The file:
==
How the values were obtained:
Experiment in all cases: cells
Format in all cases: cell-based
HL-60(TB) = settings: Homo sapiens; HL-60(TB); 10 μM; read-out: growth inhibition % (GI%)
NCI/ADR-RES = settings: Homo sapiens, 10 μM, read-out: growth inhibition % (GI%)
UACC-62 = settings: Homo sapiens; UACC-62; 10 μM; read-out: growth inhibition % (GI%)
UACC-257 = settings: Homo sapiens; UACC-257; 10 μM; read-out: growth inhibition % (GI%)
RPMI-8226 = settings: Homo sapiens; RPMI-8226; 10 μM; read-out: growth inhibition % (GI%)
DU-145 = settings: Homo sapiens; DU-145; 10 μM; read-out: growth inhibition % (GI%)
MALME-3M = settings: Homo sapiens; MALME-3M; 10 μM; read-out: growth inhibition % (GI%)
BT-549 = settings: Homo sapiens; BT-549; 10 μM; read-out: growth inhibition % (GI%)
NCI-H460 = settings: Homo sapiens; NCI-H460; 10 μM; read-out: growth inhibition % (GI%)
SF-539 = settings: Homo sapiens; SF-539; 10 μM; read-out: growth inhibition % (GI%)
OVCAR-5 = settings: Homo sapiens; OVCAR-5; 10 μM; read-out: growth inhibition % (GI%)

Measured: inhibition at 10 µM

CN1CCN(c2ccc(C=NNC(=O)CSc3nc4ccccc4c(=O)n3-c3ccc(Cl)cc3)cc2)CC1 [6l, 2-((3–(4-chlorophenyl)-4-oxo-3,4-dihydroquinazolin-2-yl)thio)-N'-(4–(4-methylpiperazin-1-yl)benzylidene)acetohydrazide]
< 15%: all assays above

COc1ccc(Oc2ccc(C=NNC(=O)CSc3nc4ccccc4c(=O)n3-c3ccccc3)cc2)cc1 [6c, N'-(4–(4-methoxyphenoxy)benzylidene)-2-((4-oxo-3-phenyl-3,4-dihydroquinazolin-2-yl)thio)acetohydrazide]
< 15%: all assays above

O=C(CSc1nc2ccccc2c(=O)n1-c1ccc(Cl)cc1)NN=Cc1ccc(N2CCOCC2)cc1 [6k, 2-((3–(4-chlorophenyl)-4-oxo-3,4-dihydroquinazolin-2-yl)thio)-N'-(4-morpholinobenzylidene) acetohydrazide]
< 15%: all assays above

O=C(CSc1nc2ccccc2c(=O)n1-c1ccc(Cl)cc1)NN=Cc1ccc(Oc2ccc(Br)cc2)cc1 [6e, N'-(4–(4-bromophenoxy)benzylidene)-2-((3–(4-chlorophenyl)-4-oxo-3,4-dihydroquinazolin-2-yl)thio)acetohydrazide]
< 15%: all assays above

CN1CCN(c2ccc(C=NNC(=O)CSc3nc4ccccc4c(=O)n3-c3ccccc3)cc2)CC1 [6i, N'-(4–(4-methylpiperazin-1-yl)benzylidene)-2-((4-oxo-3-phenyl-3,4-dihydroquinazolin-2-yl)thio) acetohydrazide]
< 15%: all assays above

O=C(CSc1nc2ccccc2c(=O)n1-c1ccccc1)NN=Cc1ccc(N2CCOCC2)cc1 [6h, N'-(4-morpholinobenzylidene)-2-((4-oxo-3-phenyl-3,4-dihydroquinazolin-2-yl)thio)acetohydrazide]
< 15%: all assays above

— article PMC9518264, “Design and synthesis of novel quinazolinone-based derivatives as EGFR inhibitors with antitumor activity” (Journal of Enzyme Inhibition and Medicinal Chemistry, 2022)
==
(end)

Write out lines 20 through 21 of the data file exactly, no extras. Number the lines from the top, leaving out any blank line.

O=C(CSc1nc2ccccc2c(=O)n1-c1ccc(Cl)cc1)NN=Cc1ccc(N2CCOCC2)cc1 [6k, 2-((3–(4-chlorophenyl)-4-oxo-3,4-dihydroquinazolin-2-yl)thio)-N'-(4-morpholinobenzylidene) acetohydrazide]
< 15%: all assays above